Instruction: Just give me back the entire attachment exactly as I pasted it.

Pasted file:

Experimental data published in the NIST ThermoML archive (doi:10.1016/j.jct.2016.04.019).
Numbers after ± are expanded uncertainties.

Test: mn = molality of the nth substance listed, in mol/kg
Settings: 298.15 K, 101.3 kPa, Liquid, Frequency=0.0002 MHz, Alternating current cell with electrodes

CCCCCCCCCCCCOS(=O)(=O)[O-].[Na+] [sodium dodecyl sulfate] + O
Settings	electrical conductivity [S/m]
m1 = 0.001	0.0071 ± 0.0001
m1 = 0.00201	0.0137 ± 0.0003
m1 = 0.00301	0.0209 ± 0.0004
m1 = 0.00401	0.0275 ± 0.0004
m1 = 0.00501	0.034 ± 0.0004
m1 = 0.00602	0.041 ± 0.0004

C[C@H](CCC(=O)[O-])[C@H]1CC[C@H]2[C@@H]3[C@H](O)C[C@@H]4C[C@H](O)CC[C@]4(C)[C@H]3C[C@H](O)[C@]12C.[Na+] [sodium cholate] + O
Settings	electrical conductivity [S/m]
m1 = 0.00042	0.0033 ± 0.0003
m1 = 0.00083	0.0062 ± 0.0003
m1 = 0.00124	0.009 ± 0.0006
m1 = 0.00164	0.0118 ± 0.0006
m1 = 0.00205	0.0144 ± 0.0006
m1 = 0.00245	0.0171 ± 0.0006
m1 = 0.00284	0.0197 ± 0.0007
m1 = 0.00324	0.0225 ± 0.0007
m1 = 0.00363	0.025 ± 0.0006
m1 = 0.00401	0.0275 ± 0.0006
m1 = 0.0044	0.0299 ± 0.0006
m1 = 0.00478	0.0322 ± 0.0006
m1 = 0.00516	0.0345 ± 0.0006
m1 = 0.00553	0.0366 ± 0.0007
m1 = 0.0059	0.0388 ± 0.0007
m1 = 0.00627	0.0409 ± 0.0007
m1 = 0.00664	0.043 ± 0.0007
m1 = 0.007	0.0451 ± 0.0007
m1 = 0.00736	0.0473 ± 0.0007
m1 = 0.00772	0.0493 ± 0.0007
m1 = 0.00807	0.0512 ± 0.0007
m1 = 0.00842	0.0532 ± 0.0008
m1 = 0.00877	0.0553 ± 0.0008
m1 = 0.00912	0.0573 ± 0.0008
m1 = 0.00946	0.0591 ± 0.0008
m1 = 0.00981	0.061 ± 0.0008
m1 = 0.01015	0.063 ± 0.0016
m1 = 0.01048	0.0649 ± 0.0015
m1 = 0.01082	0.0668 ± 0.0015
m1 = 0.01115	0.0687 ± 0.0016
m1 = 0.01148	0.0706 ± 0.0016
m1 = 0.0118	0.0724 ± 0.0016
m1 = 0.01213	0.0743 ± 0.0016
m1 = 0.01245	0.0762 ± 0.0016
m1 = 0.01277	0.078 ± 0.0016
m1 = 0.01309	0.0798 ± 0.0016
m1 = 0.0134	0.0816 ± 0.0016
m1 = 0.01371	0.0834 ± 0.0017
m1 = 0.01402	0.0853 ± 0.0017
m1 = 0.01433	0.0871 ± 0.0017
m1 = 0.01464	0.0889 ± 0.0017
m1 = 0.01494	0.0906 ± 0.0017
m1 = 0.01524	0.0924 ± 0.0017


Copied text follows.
Experimental data published in the NIST ThermoML archive (doi:10.1016/j.jct.2016.04.019).
Numbers after ± are expanded uncertainties.

Test: mn = molality of the nth substance listed, in mol/kg
Settings: 298.15 K, 101.3 kPa, Liquid, Frequency=0.0002 MHz, Alternating current cell with electrodes

CCCCCCCCCCCCOS(=O)(=O)[O-].[Na+] [sodium dodecyl sulfate] + O
Settings	electrical conductivity [S/m]
m1 = 0.001	0.0071 ± 0.0001
m1 = 0.00201	0.0137 ± 0.0003
m1 = 0.00301	0.0209 ± 0.0004
m1 = 0.00401	0.0275 ± 0.0004
m1 = 0.00501	0.034 ± 0.0004
m1 = 0.00602	0.041 ± 0.0004

C[C@H](CCC(=O)[O-])[C@H]1CC[C@H]2[C@@H]3[C@H](O)C[C@@H]4C[C@H](O)CC[C@]4(C)[C@H]3C[C@H](O)[C@]12C.[Na+] [sodium cholate] + O
Settings	electrical conductivity [S/m]
m1 = 0.00042	0.0033 ± 0.0003
m1 = 0.00083	0.0062 ± 0.0003
m1 = 0.00124	0.009 ± 0.0006
m1 = 0.00164	0.0118 ± 0.0006
m1 = 0.00205	0.0144 ± 0.0006
m1 = 0.00245	0.0171 ± 0.0006
m1 = 0.00284	0.0197 ± 0.0007
m1 = 0.00324	0.0225 ± 0.0007
m1 = 0.00363	0.025 ± 0.0006
m1 = 0.00401	0.0275 ± 0.0006
m1 = 0.0044	0.0299 ± 0.0006
m1 = 0.00478	0.0322 ± 0.0006
m1 = 0.00516	0.0345 ± 0.0006
m1 = 0.00553	0.0366 ± 0.0007
m1 = 0.0059	0.0388 ± 0.0007
m1 = 0.00627	0.0409 ± 0.0007
m1 = 0.00664	0.043 ± 0.0007
m1 = 0.007	0.0451 ± 0.0007
m1 = 0.00736	0.0473 ± 0.0007
m1 = 0.00772	0.0493 ± 0.0007
m1 = 0.00807	0.0512 ± 0.0007
m1 = 0.00842	0.0532 ± 0.0008
m1 = 0.00877	0.0553 ± 0.0008
m1 = 0.00912	0.0573 ± 0.0008
m1 = 0.00946	0.0591 ± 0.0008
m1 = 0.00981	0.061 ± 0.0008
m1 = 0.01015	0.063 ± 0.0016
m1 = 0.01048	0.0649 ± 0.0015
m1 = 0.01082	0.0668 ± 0.0015
m1 = 0.01115	0.0687 ± 0.0016
m1 = 0.01148	0.0706 ± 0.0016
m1 = 0.0118	0.0724 ± 0.0016
m1 = 0.01213	0.0743 ± 0.0016
m1 = 0.01245	0.0762 ± 0.0016
m1 = 0.01277	0.078 ± 0.0016
m1 = 0.01309	0.0798 ± 0.0016
m1 = 0.0134	0.0816 ± 0.0016
m1 = 0.01371	0.0834 ± 0.0017
m1 = 0.01402	0.0853 ± 0.0017
m1 = 0.01433	0.0871 ± 0.0017
m1 = 0.01464	0.0889 ± 0.0017
m1 = 0.01494	0.0906 ± 0.0017
m1 = 0.01524	0.0924 ± 0.0017